Very few new releases get a PW review, good or bad, so why not embrace it?
Amazon ranked me at 50,000.
Ha! I’m better than 450,000 other authors! (Not really, but why burst my bubble?)
I gave a workshop on publishing.
And I didn’t throw up on the crowd.
I sold 5 books at my last signing
Damn straight. The average is only 4. Suck it, statistics.
I am part of RMFW or plan to join and/or belong to another writerly organization.
Joining a writers group increases others’ chances of publishing success by 68%, mine by 100% since I sold my first book at the 2010 Colorado Gold Conference.

So which brick are you on your path to publication? Share with us your last accomplishment, your last brick in your journey, be it writing a thousand words or selling a million books.

And thanks for playing along.

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kazimerJ.A. (Julie) Kazimer lives in Denver, CO. Novels include CURSES! A F***ed-Up Fairy Tale, Holy Socks & Dirtier Demons, Dope Sick: A Love Story and FROGGY STYLE  as well as the forthcoming romance from Coffeetown Press, The Assassin’s Heart, and the upcoming mystery series, Deadly Ever After from Kensington Books. J.A. spent years spilling drinks as a bartender and then stalked people while working as a private investigator.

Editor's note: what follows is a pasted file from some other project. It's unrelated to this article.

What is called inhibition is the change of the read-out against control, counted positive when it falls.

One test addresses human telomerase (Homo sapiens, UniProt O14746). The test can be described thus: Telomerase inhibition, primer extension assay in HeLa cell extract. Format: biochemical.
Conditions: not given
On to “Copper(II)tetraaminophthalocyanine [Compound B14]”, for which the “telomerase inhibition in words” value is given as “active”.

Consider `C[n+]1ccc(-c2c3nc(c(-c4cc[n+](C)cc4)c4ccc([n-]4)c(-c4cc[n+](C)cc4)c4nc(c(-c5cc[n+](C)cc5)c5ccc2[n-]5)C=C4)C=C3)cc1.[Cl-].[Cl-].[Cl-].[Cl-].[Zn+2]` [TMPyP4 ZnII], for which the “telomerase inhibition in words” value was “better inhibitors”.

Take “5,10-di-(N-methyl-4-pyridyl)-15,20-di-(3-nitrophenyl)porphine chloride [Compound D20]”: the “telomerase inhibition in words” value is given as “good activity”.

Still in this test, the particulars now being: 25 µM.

Learn more at www.jakazimer.com or on her writerly talk blog More Than a Little F***ed Up. She can also be found (way too much of the time) on Twitter as @jakazimer and on Facebook as Julie Kazimer.

18 thoughts on “Follow the Yellow Brick Road, and Make a Left: The Journey through Publication

  1. Patricia Stoltey

    Good morning, Julie. I think you were very brave to count your rejections. When I first started writing, I kept the paper rejections in their respective story’s file. After a while, I started shredding them instead. All the folders were getting too fat to fit in the file drawer.

    Reply
    1. Julie Kazimer

      I bet shredding them was the best feeling ever. I started just as email became the way to communicate an agent’s dislike of my work, so any paper ones I got I trashed right away, but I still have the emails, and read them when I am feeling particularly sadistic or like my life is going too well. Thanks Pat for the chance to blog with you all.

      Reply
  2. W. J. Howard